An absorbable vascular filter is disclosed for deployment within a vessel for temporary filtering of body fluids. A preferred embodiment is the placement of such absorbable vascular filter within the inferior vena cava (IVC) to filter emboli for the prevention of pulmonary embolism for a limited duration in time. Once protection from PE is complete, the filter is biodegraded according to a planned schedule determined by the absorption properties of the filter components. Hence the temporary absorbable vascular filter obviates the long term complications of permanent IVC filters such as increased deep vein thrombosis, neighboring organ puncture from filter fracture and embolization while also circumventing the removal requirement of metal retrievable IVC filters.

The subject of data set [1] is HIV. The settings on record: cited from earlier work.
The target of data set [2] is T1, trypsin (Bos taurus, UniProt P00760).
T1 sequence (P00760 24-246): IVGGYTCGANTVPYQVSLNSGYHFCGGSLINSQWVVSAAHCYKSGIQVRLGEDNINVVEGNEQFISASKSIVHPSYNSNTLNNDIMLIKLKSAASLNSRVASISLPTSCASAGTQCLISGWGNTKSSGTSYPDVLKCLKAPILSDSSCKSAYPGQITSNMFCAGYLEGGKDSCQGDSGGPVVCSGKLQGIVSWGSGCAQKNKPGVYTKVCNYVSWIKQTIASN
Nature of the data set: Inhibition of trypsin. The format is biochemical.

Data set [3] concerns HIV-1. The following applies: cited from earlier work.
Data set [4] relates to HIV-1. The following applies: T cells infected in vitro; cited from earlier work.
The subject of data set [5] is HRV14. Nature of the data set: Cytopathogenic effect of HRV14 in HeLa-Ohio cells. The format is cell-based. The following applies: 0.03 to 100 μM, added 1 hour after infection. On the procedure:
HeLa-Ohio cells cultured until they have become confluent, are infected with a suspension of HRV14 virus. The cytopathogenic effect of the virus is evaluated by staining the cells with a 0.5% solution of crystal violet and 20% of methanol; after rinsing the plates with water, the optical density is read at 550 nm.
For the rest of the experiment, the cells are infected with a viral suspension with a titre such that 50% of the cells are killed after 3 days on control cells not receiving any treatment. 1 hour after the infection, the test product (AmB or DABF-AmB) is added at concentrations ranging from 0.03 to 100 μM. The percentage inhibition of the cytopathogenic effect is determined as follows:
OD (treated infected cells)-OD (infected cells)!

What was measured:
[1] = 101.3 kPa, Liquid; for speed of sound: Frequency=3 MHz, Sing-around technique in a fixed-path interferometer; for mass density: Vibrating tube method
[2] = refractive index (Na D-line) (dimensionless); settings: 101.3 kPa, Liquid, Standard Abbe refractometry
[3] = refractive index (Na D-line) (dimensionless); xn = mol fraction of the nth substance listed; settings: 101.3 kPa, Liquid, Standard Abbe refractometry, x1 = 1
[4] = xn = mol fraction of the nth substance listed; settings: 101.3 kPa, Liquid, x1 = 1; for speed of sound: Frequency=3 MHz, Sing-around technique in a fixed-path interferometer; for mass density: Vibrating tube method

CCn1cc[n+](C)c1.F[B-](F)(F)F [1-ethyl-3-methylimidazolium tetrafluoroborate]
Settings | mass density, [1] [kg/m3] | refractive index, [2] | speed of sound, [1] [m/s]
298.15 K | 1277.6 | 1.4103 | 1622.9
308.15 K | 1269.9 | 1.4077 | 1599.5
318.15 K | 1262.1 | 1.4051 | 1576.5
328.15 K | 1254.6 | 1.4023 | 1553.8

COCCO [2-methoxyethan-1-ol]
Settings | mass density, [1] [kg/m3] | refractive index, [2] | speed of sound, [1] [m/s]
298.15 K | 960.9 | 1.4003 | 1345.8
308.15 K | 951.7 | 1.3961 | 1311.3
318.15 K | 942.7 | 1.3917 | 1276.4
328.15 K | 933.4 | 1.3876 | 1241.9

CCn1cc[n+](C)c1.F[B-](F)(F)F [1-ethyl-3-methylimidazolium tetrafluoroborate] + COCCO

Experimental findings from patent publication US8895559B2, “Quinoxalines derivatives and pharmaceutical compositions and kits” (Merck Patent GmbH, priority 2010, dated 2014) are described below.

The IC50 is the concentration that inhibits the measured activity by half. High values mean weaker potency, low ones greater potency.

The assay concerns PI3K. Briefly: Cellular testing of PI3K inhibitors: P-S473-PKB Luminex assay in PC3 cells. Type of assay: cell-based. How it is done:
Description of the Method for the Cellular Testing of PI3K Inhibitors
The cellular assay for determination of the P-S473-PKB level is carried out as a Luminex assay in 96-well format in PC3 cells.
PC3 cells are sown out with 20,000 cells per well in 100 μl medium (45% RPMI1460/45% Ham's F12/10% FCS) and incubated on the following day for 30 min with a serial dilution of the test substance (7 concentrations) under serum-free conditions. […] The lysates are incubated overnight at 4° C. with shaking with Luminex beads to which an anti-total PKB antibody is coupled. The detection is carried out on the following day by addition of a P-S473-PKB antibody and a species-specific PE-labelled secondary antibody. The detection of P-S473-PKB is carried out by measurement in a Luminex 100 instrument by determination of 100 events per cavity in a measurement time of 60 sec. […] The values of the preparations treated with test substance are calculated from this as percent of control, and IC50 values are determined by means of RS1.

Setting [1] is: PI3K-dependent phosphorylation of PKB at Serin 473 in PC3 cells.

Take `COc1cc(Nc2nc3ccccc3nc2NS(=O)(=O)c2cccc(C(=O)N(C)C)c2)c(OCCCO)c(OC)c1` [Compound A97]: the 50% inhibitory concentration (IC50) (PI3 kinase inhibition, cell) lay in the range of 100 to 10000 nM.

Description